Colorado, Colorado Hikes, Rocky Mountain National Park, US National Parks

Rocky Mountain National Park Hikes: Wind River/Glacier Basin Loop

Normally I’m excited for snowy mountains and frozen alpine lakes and snowshoeing, but this past winter I had trouble locating my enthusiasm. It might have been because winter took its sweet time arriving in Colorado. The mountains ended 2021 with snowpack that was far below normal, and it didn’t actually snow in Denver until December 10th (which was a record for latest first snowfall ever).

The rest of winter has been much more wintery and, as I sit here at the end of February writing this, there is snow on the ground and we’re coming off of our coldest week of the year. Once it felt like winter in Denver, I found myself more excited about winter in the mountains. And finally, at the end of January, I strapped on my snowshoes for the first time this season.

My friend Savannah had stumbled across a rather unknown trail in Rocky that she wanted to check out. Our hike began at the East Portal Trailhead, which is located about 5 miles (8 km) southwest of Estes Park. (This is not to be confused with East Portal Trailhead near Rollinsville, Colorado.) We pulled into the parking lot and found it plowed but empty. It looked like we’d be all alone for at least part of our day.

The trail was snow-covered from the very first step so we put our snowshoes on right away. The hike begins on either the Wind River or the Glacier Creek Trail, depending which direction you want to hike the loop. We began on the Glacier Creek Trail and went right at the first fork, opting to hike the loop counterclockwise. Hiking in this direction would put most of the elevation gain at the beginning of the hike. So up we went.

Just ahead was a 9200 foot (2805 m) point called Emerald Mountain. An unmaintained trail branches off and climbs very steeply to the summit. It was challenging to follow the path through intermittent snow and bushes, and eventually there was too little snow and too many rocks to use snowshoes, so we took them off and stashed them by a tree. Shortly thereafter, we found ourselves above the rocks and sinking into knee-deep snow, wishing we hadn’t left our snowshoes down below.

Up we go; this was the “trail”
Looking back at Glacier Creek Trail from Emerald Mountain Trail
About halfway up Emerald Mountain

But we made it and were rewarded with some of the best views of the day!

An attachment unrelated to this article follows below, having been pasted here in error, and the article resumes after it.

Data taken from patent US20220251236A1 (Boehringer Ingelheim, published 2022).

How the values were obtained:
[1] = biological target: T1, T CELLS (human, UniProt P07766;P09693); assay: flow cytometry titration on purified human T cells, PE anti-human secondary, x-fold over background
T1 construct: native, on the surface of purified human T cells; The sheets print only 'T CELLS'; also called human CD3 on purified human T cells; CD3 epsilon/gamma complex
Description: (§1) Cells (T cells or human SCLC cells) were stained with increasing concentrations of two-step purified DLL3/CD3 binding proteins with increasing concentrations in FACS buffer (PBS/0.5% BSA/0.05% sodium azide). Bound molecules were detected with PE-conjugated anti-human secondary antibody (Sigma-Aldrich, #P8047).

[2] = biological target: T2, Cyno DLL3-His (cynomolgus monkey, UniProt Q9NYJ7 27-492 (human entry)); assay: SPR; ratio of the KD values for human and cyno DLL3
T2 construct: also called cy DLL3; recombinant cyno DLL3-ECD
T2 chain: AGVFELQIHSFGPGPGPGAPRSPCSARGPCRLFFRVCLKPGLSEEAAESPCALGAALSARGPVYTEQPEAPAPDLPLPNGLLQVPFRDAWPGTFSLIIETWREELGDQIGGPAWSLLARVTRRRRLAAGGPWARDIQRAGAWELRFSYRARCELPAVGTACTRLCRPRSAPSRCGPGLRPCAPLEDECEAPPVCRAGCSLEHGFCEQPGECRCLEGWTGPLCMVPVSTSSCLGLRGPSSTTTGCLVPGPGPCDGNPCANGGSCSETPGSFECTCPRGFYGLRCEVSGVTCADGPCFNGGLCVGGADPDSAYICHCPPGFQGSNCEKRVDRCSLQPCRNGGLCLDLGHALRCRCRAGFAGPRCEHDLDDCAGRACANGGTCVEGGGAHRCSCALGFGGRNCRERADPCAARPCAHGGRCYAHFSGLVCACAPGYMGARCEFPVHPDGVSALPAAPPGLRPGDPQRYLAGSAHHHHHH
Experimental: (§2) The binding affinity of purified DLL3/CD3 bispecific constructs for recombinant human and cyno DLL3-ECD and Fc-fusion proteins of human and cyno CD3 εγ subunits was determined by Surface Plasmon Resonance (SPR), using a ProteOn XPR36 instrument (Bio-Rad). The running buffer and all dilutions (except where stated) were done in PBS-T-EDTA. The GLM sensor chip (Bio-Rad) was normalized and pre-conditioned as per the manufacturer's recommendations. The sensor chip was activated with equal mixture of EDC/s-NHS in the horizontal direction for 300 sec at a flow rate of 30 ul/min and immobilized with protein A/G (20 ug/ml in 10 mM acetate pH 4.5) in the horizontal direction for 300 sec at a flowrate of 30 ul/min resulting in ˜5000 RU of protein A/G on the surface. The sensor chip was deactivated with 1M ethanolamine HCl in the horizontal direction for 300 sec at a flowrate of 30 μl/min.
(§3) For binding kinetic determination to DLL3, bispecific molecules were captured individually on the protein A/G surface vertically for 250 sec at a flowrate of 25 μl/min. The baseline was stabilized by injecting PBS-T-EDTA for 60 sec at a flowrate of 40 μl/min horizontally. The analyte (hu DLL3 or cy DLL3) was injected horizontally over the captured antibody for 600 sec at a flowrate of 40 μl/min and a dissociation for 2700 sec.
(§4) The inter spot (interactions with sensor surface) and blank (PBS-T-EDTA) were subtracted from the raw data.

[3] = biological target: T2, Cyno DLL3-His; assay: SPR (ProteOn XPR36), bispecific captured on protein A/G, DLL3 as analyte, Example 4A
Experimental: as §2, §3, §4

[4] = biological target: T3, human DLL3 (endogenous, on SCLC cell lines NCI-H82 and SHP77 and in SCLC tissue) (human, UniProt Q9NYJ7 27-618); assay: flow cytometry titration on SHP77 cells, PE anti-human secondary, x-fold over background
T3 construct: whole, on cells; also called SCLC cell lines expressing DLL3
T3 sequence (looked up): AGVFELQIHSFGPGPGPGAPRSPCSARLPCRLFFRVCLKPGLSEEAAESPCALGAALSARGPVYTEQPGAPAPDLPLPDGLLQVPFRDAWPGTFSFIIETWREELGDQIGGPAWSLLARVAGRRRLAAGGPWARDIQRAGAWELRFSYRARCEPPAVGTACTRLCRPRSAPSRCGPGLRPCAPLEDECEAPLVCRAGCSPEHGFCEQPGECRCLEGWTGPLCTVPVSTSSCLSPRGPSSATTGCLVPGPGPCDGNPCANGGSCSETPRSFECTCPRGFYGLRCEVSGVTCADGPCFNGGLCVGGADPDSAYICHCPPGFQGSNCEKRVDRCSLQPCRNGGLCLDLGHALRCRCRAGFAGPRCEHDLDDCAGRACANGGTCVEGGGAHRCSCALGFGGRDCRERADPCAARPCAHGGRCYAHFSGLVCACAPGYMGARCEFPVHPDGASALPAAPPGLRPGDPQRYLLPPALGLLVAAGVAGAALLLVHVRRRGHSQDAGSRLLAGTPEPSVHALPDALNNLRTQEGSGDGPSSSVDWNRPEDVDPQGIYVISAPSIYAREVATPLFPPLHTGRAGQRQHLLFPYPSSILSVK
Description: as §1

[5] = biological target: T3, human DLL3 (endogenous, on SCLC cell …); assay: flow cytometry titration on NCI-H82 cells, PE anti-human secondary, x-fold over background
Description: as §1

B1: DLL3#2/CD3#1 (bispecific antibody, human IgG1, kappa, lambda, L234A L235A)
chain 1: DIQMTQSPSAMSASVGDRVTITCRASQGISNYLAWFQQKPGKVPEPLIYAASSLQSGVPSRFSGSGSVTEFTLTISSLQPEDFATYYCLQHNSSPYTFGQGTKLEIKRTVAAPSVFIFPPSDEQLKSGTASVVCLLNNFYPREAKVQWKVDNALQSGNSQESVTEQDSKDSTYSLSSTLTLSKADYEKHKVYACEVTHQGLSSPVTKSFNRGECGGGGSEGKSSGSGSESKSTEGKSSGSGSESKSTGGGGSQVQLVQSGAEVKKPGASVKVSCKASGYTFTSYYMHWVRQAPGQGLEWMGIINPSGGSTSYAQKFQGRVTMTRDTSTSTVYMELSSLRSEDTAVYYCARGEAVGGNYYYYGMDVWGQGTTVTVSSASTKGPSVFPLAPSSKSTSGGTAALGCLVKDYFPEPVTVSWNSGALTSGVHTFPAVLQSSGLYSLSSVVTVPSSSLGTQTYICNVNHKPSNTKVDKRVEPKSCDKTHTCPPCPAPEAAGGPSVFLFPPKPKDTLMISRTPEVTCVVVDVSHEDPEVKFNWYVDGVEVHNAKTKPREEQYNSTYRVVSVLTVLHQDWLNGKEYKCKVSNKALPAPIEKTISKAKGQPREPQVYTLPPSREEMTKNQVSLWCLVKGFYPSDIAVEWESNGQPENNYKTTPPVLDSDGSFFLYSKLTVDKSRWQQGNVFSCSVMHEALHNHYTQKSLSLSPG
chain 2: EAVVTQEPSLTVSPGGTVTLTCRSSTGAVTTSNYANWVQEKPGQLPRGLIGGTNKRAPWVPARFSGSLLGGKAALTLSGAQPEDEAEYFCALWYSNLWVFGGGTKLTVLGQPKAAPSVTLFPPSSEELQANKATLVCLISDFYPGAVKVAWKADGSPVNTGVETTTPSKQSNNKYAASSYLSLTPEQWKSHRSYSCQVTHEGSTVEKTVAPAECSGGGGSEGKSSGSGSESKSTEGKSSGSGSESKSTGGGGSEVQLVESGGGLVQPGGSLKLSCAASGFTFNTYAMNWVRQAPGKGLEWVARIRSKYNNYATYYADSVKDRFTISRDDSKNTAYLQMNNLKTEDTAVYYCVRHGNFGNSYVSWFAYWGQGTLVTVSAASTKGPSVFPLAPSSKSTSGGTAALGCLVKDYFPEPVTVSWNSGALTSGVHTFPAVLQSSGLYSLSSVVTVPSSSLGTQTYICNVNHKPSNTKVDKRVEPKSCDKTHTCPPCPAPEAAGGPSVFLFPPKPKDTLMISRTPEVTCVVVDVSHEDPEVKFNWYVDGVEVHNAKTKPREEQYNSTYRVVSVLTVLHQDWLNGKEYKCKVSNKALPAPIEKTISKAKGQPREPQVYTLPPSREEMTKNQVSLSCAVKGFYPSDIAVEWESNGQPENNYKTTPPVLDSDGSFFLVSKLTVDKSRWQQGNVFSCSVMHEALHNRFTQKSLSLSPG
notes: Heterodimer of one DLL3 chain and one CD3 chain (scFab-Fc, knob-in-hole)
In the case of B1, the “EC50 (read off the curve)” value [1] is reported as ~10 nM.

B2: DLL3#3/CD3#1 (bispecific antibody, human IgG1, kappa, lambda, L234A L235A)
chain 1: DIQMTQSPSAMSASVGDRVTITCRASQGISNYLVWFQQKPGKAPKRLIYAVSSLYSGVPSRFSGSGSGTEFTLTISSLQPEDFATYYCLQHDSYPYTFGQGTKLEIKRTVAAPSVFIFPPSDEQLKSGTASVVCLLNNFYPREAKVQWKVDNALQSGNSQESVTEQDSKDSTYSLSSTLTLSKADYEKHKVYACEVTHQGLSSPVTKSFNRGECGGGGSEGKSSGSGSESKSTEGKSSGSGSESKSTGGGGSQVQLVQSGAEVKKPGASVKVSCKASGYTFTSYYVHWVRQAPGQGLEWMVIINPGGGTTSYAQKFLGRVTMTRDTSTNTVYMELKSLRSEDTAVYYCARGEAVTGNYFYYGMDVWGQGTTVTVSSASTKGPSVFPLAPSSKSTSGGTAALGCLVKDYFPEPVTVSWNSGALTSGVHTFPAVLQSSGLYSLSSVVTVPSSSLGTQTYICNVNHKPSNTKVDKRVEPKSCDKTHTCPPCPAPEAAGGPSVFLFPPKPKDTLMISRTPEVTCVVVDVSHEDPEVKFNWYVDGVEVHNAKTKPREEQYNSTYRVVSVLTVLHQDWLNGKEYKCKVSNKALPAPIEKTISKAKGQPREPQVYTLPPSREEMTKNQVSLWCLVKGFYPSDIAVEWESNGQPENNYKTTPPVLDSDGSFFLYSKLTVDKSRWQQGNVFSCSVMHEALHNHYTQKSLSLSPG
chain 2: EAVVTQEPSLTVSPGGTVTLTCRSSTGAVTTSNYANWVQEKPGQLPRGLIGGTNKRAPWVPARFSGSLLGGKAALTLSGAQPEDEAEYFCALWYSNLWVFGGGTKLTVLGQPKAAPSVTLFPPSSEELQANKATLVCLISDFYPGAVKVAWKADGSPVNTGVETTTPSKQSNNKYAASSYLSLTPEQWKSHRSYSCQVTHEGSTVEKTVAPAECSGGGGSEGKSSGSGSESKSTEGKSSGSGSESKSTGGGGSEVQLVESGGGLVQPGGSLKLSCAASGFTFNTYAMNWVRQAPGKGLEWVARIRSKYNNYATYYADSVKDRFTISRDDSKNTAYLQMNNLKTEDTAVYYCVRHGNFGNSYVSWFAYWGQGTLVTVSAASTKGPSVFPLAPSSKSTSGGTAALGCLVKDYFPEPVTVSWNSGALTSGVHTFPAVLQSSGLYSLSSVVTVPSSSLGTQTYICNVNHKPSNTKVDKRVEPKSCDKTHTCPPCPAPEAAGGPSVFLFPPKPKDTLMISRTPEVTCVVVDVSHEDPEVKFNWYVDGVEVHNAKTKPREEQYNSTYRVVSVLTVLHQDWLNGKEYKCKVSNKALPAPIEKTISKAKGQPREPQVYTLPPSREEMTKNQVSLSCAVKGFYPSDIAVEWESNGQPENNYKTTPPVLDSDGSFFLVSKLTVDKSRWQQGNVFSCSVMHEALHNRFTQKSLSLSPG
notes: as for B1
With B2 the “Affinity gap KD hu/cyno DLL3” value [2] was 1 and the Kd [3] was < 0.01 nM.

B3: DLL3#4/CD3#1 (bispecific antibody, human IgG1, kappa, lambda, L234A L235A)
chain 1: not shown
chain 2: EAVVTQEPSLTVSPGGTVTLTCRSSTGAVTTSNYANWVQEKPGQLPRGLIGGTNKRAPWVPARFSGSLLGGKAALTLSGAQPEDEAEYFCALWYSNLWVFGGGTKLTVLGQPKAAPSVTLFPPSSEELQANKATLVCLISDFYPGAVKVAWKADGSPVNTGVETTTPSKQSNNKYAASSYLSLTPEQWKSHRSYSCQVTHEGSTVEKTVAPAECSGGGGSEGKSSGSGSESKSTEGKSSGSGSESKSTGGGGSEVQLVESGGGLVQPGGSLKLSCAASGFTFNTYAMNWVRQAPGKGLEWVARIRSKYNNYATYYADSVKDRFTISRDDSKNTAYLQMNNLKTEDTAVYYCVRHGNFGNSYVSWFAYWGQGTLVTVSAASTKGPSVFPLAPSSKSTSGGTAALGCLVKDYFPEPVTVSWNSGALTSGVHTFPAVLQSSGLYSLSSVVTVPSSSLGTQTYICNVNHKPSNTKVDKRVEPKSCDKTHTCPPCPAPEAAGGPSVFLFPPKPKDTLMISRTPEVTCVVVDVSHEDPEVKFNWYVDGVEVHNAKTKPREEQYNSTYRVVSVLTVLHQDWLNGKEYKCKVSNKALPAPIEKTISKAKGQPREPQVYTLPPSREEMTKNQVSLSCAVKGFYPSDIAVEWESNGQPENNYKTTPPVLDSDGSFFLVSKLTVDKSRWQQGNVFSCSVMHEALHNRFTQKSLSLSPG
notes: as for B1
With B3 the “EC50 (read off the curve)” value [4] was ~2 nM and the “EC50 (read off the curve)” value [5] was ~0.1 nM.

Summit views from Emerald Mountain

After enjoying the panoramic sights, we slipped and slid our way back down the snow and rocks, recovered our snowshoes, and found our way back to the main trail. From here, it was a fairly gradual walk through the woods. Although this is a lesser traveled trail, there were visible tracks and red markers on trees indicated the route. Most trails in Colorado are not marked in this way, but having the markers made navigation much simpler.

Looking back at Emerald Mountain
A red tag on the tree (left) marks the trail

Soon, the trail emerged from the trees into Glacier Basin Campground. I’ve stayed here in the summer and it’s my favorite campground in the park. It’s closed in winter, but boy was it beautiful all covered in snow! The fire grates were buried and the picnic tables were practically at ground level; this was the first time all day we’d been able to really tell how much snow was on the ground.

Glacier Basin Campground

The Glacier Creek Trail then continues past the campground for another couple miles. But first, we detoured off the loop onto the 0.6 mile (1 km) Glacier Basin-Sprague Lake Trail to Sprague Lake. This is a beautiful and very accessible lake – there’s a parking lot on the opposite side and the trail around it is wheelchair accessible. Meanwhile, we’d hiked about 2.5 miles (4 km) so far… this is the very long way to reach Sprague Lake. I enjoyed the detour, though, as this view never gets old.

Sprague Lake

It was calm and sunny so we took a break here before retracing our steps back to our loop. The Glacier Creek Trail continues through the forest, eventually intersecting with the Glacier Creek to Storm Pass Trail. Shortly thereafter, we turned onto the Wind River Trail which paralleled the Wind River all the way back to the trailhead. We couldn’t really see the river due to the snow. We also hadn’t seen many people all day, and part of this section of trail was unbroken so we had to set the tracks… which is always hard work.

Wind River Trail
Back to the trailhead… and a small pond
Pond and Emerald Mountain (right)

All in all, this was a good first snowshoe of the season. Aside from our short but steep detour up Emerald Mountain, the elevation gain was gradual, the forest was peaceful, and the views were nice. It would also be a good trail to cross country ski. And with so many trail junctions, you have the option to make the hike as long or short as you’d like. For us, it ended up being 7.6 miles (12.2 km). Here is a map of our route.